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Showing posts from October, 2016

India's fossil fuel, especially coal subsidy equaling 2.7% of GDP, main hurdle in climate change target: Report

By Rajiv Shah
A new report, “Thermal Coal in Asia – Stopping the Juggernaut”, by top international energy consultants, Energy Transition Advisors Pty Ltd, has raised the alarm that India’s fossil fuel subsidies, especially those related with coal, remain a major hurdle in the country’s contribution to achieving climate change target of limiting global warming to 2 degrees centigrade.
Pointing out that the fossil fuel subsidies are a huge drain on India’s finances, too, the report says, “The accumulated losses of India’s power distribution utilities equates to about 2.7 per cent of GDP, largely owing to the provision of free or underpriced power.”
Suggesting that this is a populist subsidy, the report says, “India has long suffered from an overall shortage of generation capacity” with 300 to 400 million people not having access to electricity. Yet, it adds, ironically, “the official peak demand (approximately 145GW) and installed capacity (around 290GW) create an opposite impression—i.e…

Dalits, Adivasis disproportionately affected by poverty, pushing India's Global Hunger Index to 97th rank: Report

By Rajiv Shah
An India case study, supplementing the report “2016 Global Hunger Index (GHI)”, which ranks India 97th in GHI among 118 countries, has regretted that “by contrast, Brazil, Russia, China and South Africa, all of whom share the BRICS high table with India, have a single-digit score” in undernourishment.
While the 2016 GHI report has been prepared by  prepared by the International Food Policy Research Institute (IFPRI), the case study has been published by Concern Worldwide and Welthungerhilfe.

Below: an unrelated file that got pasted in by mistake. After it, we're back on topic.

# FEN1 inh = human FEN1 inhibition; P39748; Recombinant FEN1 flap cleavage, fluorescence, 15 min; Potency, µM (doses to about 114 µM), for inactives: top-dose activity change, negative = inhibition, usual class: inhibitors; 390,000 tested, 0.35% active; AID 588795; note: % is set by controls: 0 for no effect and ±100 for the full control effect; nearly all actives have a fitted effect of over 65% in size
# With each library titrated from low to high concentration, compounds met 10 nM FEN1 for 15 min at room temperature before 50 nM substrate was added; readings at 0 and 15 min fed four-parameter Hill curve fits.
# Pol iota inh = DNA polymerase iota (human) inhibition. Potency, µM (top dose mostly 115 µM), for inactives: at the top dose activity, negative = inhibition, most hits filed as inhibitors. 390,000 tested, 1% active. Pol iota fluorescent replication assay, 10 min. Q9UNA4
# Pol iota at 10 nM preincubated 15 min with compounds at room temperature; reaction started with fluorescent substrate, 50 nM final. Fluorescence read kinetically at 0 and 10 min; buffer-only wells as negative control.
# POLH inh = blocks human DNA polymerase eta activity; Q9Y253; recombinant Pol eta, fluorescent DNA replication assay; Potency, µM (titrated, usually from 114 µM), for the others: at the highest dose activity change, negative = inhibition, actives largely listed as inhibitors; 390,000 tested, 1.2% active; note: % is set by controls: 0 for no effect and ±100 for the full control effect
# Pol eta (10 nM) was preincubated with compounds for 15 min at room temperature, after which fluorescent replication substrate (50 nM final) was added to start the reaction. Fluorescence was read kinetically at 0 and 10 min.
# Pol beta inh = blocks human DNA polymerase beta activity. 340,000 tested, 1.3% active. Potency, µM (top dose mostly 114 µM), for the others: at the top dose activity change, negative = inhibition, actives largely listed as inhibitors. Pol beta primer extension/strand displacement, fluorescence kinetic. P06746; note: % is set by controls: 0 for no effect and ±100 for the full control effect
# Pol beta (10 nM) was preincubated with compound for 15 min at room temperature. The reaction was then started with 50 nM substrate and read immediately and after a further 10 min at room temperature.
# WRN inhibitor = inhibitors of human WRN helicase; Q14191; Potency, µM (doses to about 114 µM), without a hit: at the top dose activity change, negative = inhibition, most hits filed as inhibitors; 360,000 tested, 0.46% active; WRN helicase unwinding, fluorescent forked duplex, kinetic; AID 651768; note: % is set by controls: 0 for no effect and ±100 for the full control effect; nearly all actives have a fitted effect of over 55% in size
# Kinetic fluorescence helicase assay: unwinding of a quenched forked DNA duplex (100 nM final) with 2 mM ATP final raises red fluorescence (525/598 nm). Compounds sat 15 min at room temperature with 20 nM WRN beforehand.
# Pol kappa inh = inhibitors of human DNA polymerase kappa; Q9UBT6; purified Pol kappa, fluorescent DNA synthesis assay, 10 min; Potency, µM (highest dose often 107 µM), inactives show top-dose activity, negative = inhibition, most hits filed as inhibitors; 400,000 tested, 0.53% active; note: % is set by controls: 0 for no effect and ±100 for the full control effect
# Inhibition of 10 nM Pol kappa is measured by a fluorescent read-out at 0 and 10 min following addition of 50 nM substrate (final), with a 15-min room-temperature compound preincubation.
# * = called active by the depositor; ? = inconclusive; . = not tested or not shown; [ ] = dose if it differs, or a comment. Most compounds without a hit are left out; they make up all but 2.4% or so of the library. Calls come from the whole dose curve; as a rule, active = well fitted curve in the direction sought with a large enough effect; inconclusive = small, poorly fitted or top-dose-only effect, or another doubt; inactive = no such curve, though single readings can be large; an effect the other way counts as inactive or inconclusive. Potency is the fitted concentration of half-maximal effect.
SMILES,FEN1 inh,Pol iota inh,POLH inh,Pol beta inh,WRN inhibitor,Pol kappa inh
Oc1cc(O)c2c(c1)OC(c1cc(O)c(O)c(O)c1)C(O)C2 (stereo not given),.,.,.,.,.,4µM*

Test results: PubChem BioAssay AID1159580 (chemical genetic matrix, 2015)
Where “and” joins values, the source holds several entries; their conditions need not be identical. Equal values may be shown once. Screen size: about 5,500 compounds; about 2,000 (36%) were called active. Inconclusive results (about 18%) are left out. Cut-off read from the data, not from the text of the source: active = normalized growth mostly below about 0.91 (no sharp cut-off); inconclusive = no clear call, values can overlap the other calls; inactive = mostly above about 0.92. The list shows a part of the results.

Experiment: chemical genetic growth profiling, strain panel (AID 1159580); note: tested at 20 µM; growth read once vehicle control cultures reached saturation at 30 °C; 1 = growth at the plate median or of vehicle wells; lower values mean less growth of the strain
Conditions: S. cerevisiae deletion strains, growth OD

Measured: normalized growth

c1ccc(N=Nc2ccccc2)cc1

Worse, the case study says, “India’s neighbours, including Bangladesh, Nepal, Sri Lanka and Myanmar, have better GHI scores as well.” The GHI report shows, Bangladesh ranks 90th, Sri Lanka 84th, Myanmar 75th, and Nepal 72nd.
“Although the country has managed to reduce instances of stunting among children by nearly half in the past decade compared to the previous one, India remains home to one-third of the world´s stunted children. It therefore falls into the ‘serious’ category in this ye…

How Gujarat government refused to make public inquiry commission report on corruption

By Rajiv Shah
It was February 2011. I was in the Gujarat state assembly, covering routine House proceedings. Mostly boring, as after sitting for the whole day, I wouldn’t get a story worth reporting, except for the usual BJP-Congress duels, which seemed to be happening more according to a written script. On one of these days, a good friend, Mahinder Jethmlani, running Pathey Budget Centre, a small state budget analysis centre in Ahmedabad, reached up to me with a colourful four-page folder.
It was the summary of a report prepared by the Centre for Budget and Governance Accountability (CBGA), Delhi, which qualified Gujarat as the most transparent of the 10 states had it surveyed. Titled “Transparency in State Budgets in India”, it gave a score of 61.7 to Gujarat for budget transparency, as against the average of 51.6 for the 10 states it surveyed. The score of other state was Madhya Pradesh (60.2), Andhra Pradesh (51.8), Chhattisgarh (56.1), Odisha (52.6), Assam (51.1), Jharkhand (48.4),…

India's poverty estimate would go down to 12.4% from 21.2% if new methodology is adopted: World Bank report

By Rajiv Shah
The World Bank wants India to urgently rework its methodology of estimating poverty, more "compatible" with international estimates, saying if it does so, it “would eventually lead to a substantial downward revision of the poverty numbers in India” – from 21.2 per cent to nearly half of it, about 12.4 per cent, as worked out for the period 2011-12.
It is not known if the Government of India will accept the new methodology. If it does, the BJP-led government can go around propagating how poverty in India has substantially gone down, just as it did while revising GDP methodology, showing a higher GDP growth than previously estimated.
However, there is a risk in estimating lower poverty rates: It would mean providing fewer doles to people under populist programmes, alienating lots of people getting advantage of subsidies because they are categorised as poor.
Taking strong exception to the way India has been estimating poverty, the World Bank says, in its new report, …